Enroll America, working to recruit people to Obamacare in Texas, a state that has been ostentatiously hostile to the law, tells the story of Mark Sullivan, a 31-year old worker in Austin’s tech sector who immediately created an account on healthcare.gov and settled on a bronze plan with added dental insurance. He will receive an $82 per month subsidy, which will halve his monthly premium to $78, giving him the financial freedom and security to put his energies into his new tech startup.
While acknowledging the problems with the rollout and selling of the Affordable Care Act, Jon Stewart this week saved his sharpest barbs for its critics:
“His opponents have been lying like motherf-ckers,” said Stewart, before fact-checking several reports by CNN and Fox News.
“So many people seem to feel the need to stretch the truth to attack it,” said Stewart. “If something is genuinely bad, just telling the truth about it should be sufficient. There’s a reason ’12 Years a Slave’ doesn’t have vampires and zombies — it doesn’t need them! Not to mention that some of the arguments against the Affordable Care Act make no sense whatsoever.”
Denialism is the go-to strategy for Republicans these days. If you confront a problem where facts are not on your side, simply deny the facts. Examples abound but one of my favorites was UnSkewedPolls.com. Polls showing President Obama ahead of Mitt Romney had to be wrong, or skewed. So Dean Chambers did some “analysis” and came up with a different set of “facts”. On Election night, the shock and awe on Republican faces including the candidate himself told the story of just how many people believed the “un”skewed polls.
Recent events have the Republicans butting up against a fact they just can’t live with. If we don’t fund the government and let it borrow more money we will be unable to pay our obligations which will trigger a default. This will have a chilling effect in world capital markets and would probably plunge us into a recession worse than the one we just went through. But none of this is a problem if you just don’t believe it’s true. Until it is true. President Romney can tell you how it works.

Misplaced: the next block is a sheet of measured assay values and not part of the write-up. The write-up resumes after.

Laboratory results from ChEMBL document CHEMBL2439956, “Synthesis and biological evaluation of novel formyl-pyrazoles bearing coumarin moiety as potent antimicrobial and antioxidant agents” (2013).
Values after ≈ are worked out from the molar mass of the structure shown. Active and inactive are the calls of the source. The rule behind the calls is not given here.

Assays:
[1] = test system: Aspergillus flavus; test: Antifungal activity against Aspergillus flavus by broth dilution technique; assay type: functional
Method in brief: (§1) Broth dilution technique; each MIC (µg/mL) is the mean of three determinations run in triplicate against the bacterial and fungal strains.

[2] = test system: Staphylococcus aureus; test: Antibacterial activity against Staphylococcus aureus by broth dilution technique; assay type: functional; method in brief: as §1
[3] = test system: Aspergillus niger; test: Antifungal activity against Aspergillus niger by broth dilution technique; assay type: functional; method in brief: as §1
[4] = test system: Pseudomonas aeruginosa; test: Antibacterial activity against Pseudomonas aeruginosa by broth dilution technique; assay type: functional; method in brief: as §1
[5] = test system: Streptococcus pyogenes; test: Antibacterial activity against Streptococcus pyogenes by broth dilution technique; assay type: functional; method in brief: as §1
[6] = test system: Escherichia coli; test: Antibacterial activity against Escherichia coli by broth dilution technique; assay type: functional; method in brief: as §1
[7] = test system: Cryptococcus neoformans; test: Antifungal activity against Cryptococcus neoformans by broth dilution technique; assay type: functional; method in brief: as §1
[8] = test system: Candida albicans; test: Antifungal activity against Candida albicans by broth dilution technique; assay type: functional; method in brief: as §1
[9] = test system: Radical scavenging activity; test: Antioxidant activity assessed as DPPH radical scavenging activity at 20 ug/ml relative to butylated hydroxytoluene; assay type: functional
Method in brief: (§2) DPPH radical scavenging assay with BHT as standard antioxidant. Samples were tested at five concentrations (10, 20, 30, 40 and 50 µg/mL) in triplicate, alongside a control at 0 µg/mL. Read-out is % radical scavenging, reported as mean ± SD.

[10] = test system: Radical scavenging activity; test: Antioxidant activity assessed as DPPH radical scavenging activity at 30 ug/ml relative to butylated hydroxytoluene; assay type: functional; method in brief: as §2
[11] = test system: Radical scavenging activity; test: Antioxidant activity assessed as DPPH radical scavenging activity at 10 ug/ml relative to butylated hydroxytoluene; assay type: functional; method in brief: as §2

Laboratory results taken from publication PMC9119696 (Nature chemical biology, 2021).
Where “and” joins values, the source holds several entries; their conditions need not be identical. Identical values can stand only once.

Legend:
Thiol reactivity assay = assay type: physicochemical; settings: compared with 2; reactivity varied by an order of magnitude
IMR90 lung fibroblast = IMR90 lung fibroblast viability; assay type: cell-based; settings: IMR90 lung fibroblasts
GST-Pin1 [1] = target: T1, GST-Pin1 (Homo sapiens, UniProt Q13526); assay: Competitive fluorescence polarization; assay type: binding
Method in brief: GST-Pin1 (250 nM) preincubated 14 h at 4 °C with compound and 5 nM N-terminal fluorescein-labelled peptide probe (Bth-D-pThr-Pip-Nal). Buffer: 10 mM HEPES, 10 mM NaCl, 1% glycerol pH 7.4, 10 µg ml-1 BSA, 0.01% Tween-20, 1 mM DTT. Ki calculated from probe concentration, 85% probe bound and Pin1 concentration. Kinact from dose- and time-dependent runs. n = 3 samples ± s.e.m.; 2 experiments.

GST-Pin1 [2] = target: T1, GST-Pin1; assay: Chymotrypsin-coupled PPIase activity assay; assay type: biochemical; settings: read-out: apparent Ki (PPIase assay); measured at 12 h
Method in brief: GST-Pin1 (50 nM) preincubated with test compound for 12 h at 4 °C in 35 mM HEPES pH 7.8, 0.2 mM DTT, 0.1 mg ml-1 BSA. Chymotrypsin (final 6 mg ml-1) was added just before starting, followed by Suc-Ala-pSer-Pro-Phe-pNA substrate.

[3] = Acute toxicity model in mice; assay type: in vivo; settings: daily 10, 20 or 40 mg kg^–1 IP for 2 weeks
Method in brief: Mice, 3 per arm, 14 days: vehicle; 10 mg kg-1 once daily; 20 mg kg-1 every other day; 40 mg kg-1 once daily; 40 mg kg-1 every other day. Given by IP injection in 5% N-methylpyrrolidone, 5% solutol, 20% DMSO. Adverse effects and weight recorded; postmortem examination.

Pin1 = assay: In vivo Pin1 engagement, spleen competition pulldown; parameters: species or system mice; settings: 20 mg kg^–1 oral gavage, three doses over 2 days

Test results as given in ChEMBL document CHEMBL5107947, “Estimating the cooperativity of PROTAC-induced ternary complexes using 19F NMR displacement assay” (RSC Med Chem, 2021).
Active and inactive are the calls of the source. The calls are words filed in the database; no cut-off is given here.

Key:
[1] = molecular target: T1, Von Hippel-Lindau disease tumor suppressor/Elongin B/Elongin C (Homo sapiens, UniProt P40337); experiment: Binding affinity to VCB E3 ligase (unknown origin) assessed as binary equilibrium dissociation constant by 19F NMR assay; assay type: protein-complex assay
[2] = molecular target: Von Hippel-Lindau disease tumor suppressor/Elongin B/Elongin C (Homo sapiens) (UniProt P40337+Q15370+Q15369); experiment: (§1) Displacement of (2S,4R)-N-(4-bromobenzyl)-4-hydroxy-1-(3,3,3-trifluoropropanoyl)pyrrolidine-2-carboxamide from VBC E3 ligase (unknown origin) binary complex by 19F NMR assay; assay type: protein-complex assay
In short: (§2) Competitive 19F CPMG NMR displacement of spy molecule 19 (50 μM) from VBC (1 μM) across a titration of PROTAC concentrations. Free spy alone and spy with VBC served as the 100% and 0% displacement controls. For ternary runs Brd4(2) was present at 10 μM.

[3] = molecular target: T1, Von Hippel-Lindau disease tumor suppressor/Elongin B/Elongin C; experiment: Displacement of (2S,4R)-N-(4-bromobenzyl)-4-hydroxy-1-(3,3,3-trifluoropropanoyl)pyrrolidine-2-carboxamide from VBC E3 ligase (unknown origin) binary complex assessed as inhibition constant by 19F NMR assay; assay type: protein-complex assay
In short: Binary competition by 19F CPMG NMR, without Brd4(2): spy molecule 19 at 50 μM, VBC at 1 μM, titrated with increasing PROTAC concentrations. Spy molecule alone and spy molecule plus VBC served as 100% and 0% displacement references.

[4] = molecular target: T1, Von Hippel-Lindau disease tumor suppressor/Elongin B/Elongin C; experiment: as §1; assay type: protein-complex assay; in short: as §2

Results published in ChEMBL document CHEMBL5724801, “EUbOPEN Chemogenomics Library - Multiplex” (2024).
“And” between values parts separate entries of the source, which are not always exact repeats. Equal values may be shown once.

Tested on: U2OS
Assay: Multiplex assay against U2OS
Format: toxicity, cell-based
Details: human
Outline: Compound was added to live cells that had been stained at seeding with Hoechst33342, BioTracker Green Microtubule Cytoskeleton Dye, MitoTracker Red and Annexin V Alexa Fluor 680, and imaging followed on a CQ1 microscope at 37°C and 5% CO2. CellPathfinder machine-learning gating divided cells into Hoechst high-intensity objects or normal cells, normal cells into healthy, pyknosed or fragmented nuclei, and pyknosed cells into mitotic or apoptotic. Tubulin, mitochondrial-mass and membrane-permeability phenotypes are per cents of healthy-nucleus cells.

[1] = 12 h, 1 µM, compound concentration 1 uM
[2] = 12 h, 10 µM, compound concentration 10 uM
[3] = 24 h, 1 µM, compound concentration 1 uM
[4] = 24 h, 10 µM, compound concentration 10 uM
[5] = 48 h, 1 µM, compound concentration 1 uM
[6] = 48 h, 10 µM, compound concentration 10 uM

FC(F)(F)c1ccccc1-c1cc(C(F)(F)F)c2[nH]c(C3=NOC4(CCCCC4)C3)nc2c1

Now we have the Treasury Truthers.
“There’s always revenue coming into the Treasury, certainly enough revenue to pay interest,” said Rep. Justin Amash, R-Mich. “Democrats have a different definition of ‘default’ than what we understand it to be. What I hear from them is, ‘If you’re not paying everything on time that’s a default.’ And that’s not the traditionally understood definition.”
Representative Mick Mulvaney, R-South Carolina:
“We’re not going to default; there is no default,” said Rep. Mick Mulvaney, R-S.C. “There’s an [Office of Management and Budget] directive from the 1980s, the last time we got fairly close to not raising the debt ceiling, that clearly lays out the process by which the Treasury secretary prioritizes interest payments. Tim Geithner understood that, because the last weekend in July of 2011 he was in New York City telling the primary dealers that we were not going to default on our debt.”
“I’m not going to vote for the so-called clean debt ceiling where we just give the president a blank check. I will not vote for that.”
“So, we are not going to default on the public debt. But that doesn’t mean that we have to pay every bill the day it comes in.”
“I will hear language like, ‘Well, we are heading toward the debt ceiling and you are going to default.’ Anyone that says that is looking you in the eyes and lying to you, either that or they don’t own a calculator,” Rep. David Schweikert, R-Ariz., said in a House debate Friday.
“I don’t think the credit of the United States is going to be collapsed. I think that all this talk about a default has been a lot of… false demagoguery. We have plenty of money coming in to service the debt.”